In order for the grid-leakage current to create a bias voltage which will persist during that part of the cycle when the tube is not conducting, there must be some method of storing these electrons at the top of the resistor. This is normally performed by a grid-coupling capacitor. It is omitted in this circuit because the crystal and its electrodes to which the electrical faces are connected have sufficient capacity to store the electrons, or charge. These inherent capacitances need be only a few micro-micro-farads in order to provide the necessary storage. The size of the grid resistor is determined to some extent by the amount of capacitance, in accordance with the time-constant formula for resistors and capacitors. This formula tells us that the time required to discharge 63.2% of any stored voltage is equal to the product of the components values involved-namely, the capacitance of the unit where the voltage (electrons or positive ions) is stored, and the resistive path over which the discharge must occur. If we assume a grid-resistor value of 300,000 ohms and an inherent crystal plus holder capacitance of 10 micro-microfarads, we can solve for time as follows: T = 300,000 X 10^-12 = 3 X 10^-6 second, or 3 microseconds. If a crystal has a natural frequency of oscillation equal to 500 kilocycles per second, then one cycle of oscillation will occur in 2 microseconds. Thus, we see that the time constant of 3 micro seconds is equal to one and a half cycles of oscillation. Under these assumptions the circuit might oscillate satisfactorily, although when successful circuit operation depends on maintenance of a grid-leak bias voltage, it is usually desirable for this voltage to discharge much more slowly than is indicated here. In fact, it is more normal for the R-C combination to have a time constant equal to five or ten cycles. When we consider the equation T= RC, it is evident that the time constant can be made longer by increasing either the resistance or the capacitance in the circuit. If we increase the value of the grid resistor to, say, 1 or 2 megohms we may overcome one objection, only to create another one. This problem, known as squegging, occurs as the oscillation builds up, causing successively larger amounts of grid-leakage current to flow each cycle. Eventually this current becomes great enough to cut off the oscillation, and it will remain cut off for many cycles (perhaps even hundreds of them) until the leakage electrons can escape from storage by flowing back to ground through the grid resistor. A much simpler means of lengthening the time constant of the grid-discharge circuit is to add a small capacitance in parallel with the crystal and grid resistor. This permits using grid resistors of nominal size, on the order of 25,000 or 50,000 ohms.
Now to return to the phasing which should exist between the feedback and crystal voltages. The crystal oscillation must be sustained electrically by receiving one voltage impulse, or "kick," each time the feedback voltage reverses polarity. However, when the plate circuit is tuned to the exact crystal frequency, the condition in the previous sentence will be impossible to attain be cause the plate tank voltage and resulting feedback voltage will always be out of phase with the crystal voltage. Under such conditions, oscillation cannot occur. By detuning the plate tank circuit slightly, it is possible to shift the phase of the feedback voltage enough that a tiny fraction of each cycle of feedback voltage will be in phase with the crystal voltage. This momentary in-phase condition is sufficient to reinforce the crystal oscillation. Such a condition is difficult to show, either with diagrams or from the waveform. However, it is subject to intricate mathematical demonstration, which we will forego in this text. If the plate circuit is detuned toward a higher frequency, the circuit is then said to be slightly inductive--an often-used descriptive term which merits considerable elaboration. Suppose the plate circuit is tuned to a somewhat higher frequency than that of the plate-current pulses resulting from grid circuit action. Because these pulses are arriving at the lower frequency, they will not "see" a resonant tank circuit waiting for them. Instead, two reactive paths--one capacitive and the other inductive--present themselves. The pulses will be divided be tween the two in proportion to the amount of reactance presented by each path. The one offering the lesser reactance will get the larger share of current, and the circuit will also bear its name. The smaller share of current goes over the higher-reactance path. If the two reactances are the same, the pulses will be equally divided, of course, and the circuit is said to be resonant. In fact, the formula for the resonant frequency of a circuit is derived from the formulas for inductive and capacitive reactance. For example: and, 1 Xe= 2 pi fC Since, at resonance, the inductive reactance must equal the capacitive reactance, the resonant-frequency formula is derived as follows: where X_L, is the inductive reactance in ohms, X_C is the capacitive reactance in ohms, f is the frequency in cycles per second, L is the inductance in henrys, C is the capacitance in farads. It is obvious, from the equations for X_L, and X-C, that if a cur rent is being supplied at the resonant frequency of an L-C combination, and then if the frequency of this current is lowered, the inductive reactance will be less for this lower frequency. Similarly, the capacitive reactance will be higher. Such a condition exists when the plate tank circuit is tuned above the crystal frequency-the inductor will have a lower reactance ( opposition to electron flow) and therefore claim a greater share of plate current (also called line current). Consequently, the tank is said to be tuned inductively. It is well to keep clearly in mind exactly which frequency is being discussed. For example, in addition to the frequency of the applied current, there may be a resonant circuit frequency, and the two could be entirely different in value.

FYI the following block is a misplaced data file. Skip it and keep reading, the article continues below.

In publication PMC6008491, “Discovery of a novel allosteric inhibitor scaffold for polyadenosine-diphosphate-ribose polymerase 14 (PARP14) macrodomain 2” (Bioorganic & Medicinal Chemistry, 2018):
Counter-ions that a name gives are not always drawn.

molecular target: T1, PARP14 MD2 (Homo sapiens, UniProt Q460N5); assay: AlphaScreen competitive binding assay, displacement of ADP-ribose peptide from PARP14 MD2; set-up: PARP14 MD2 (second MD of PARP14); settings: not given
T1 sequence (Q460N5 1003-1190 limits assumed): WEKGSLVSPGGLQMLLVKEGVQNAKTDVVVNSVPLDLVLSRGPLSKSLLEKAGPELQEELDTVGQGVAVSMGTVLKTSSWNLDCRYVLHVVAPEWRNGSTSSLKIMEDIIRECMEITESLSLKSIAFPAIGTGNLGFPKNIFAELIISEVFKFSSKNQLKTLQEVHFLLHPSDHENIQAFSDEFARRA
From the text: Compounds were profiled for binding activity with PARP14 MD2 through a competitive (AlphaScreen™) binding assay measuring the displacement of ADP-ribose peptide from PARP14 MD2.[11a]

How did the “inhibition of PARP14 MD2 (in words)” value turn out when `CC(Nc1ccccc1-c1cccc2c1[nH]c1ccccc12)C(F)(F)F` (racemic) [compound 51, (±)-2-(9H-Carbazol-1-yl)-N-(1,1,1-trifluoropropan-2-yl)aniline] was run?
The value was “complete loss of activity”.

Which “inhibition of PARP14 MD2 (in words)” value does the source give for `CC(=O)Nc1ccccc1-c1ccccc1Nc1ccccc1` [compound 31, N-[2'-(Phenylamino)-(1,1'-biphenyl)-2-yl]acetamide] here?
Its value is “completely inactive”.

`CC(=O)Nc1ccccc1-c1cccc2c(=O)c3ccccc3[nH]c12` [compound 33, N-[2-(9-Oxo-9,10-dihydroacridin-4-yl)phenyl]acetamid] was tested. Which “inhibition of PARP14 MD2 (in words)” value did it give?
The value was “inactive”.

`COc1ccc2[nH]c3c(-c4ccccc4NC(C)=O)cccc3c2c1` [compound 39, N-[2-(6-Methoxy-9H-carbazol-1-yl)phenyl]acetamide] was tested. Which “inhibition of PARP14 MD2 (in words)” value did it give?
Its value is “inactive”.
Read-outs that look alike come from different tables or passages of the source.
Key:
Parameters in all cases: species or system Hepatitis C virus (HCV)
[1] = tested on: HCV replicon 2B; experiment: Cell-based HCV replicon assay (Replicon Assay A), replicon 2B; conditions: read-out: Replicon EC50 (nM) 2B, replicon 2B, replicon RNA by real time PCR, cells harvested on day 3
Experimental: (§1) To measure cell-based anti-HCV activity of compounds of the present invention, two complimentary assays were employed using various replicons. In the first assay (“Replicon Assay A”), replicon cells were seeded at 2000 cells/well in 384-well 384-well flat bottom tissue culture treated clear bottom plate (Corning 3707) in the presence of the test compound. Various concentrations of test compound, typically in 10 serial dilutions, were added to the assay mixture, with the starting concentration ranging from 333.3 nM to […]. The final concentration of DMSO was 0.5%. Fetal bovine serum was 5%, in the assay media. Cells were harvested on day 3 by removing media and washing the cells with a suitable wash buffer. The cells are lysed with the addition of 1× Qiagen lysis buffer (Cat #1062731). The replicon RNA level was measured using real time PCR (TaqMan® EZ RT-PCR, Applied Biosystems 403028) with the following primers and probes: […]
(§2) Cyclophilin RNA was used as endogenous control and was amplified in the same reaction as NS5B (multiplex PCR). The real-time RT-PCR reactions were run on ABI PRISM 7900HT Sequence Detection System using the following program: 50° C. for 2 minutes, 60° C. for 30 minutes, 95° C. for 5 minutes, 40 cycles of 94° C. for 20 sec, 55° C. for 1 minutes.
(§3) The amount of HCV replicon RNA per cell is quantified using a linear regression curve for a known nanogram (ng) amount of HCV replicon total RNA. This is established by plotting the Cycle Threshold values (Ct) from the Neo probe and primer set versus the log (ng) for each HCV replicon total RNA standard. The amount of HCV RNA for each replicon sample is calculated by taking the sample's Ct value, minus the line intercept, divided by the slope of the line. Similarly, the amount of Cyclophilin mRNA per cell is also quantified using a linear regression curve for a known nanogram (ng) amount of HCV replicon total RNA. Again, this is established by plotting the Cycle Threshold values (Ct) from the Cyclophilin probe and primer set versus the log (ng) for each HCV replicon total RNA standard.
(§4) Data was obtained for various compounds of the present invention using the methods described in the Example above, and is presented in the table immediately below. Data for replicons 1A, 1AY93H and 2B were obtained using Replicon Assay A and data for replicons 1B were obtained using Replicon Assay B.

If the crystal oscillates at a different frequency from that of the plate tank circuit, which circuit determines the over-all operating frequency? The answer: the circuit with the higher Q. The Q, or quality, of a tuned circuit was described in Section 1 as the ratio between the electrons in oscillation and those which drop out each cycle because of circuit losses. A "clean" tuned circuit, consisting of inductance and capacitance plus a small amount of internal resistance, may have a Q of over a hundred. Such a circuit can be considered fairly "high quality." A crystal, on the other hand, may have a Q of over a thousand, and in special cases as high as a half million. The crystal used in the circuit of Figs. 2 and 3 could have a Q of two or even three thousand. Therefore, in this circuit the natural frequency of the crystal determines the operating frequency of the circuit, and a tuned plate-tank circuit must be operated off-resonance to sustain oscillations. |